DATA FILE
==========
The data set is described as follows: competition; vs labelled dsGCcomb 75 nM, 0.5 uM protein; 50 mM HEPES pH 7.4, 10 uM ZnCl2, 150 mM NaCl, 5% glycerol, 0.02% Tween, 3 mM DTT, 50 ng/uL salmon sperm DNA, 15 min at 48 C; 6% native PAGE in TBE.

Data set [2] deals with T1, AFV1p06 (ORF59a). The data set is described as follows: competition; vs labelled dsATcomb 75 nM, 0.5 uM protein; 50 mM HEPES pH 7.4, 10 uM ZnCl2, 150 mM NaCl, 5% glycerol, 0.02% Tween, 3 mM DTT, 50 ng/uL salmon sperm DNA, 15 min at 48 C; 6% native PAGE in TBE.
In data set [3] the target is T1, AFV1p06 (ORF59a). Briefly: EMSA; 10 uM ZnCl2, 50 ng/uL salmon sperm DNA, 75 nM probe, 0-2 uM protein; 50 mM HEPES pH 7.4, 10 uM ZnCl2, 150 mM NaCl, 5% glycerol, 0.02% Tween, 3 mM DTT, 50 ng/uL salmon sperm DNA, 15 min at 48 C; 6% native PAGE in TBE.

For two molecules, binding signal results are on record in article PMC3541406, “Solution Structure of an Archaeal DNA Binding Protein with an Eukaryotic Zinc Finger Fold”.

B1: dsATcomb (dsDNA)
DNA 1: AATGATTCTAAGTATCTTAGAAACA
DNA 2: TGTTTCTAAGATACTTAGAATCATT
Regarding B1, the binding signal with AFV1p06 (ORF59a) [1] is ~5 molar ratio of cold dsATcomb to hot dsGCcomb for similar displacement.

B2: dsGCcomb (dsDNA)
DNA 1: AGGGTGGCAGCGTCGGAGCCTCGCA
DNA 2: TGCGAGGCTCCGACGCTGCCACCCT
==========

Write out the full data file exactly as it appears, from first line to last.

The data set is described as follows: competition; vs labelled dsGCcomb 75 nM, 0.5 uM protein; 50 mM HEPES pH 7.4, 10 uM ZnCl2, 150 mM NaCl, 5% glycerol, 0.02% Tween, 3 mM DTT, 50 ng/uL salmon sperm DNA, 15 min at 48 C; 6% native PAGE in TBE.

Data set [2] deals with T1, AFV1p06 (ORF59a). The data set is described as follows: competition; vs labelled dsATcomb 75 nM, 0.5 uM protein; 50 mM HEPES pH 7.4, 10 uM ZnCl2, 150 mM NaCl, 5% glycerol, 0.02% Tween, 3 mM DTT, 50 ng/uL salmon sperm DNA, 15 min at 48 C; 6% native PAGE in TBE.
In data set [3] the target is T1, AFV1p06 (ORF59a). Briefly: EMSA; 10 uM ZnCl2, 50 ng/uL salmon sperm DNA, 75 nM probe, 0-2 uM protein; 50 mM HEPES pH 7.4, 10 uM ZnCl2, 150 mM NaCl, 5% glycerol, 0.02% Tween, 3 mM DTT, 50 ng/uL salmon sperm DNA, 15 min at 48 C; 6% native PAGE in TBE.

For two molecules, binding signal results are on record in article PMC3541406, “Solution Structure of an Archaeal DNA Binding Protein with an Eukaryotic Zinc Finger Fold”.

B1: dsATcomb (dsDNA)
DNA 1: AATGATTCTAAGTATCTTAGAAACA
DNA 2: TGTTTCTAAGATACTTAGAATCATT
Regarding B1, the binding signal with AFV1p06 (ORF59a) [1] is ~5 molar ratio of cold dsATcomb to hot dsGCcomb for similar displacement.

B2: dsGCcomb (dsDNA)
DNA 1: AGGGTGGCAGCGTCGGAGCCTCGCA
DNA 2: TGCGAGGCTCCGACGCTGCCACCCT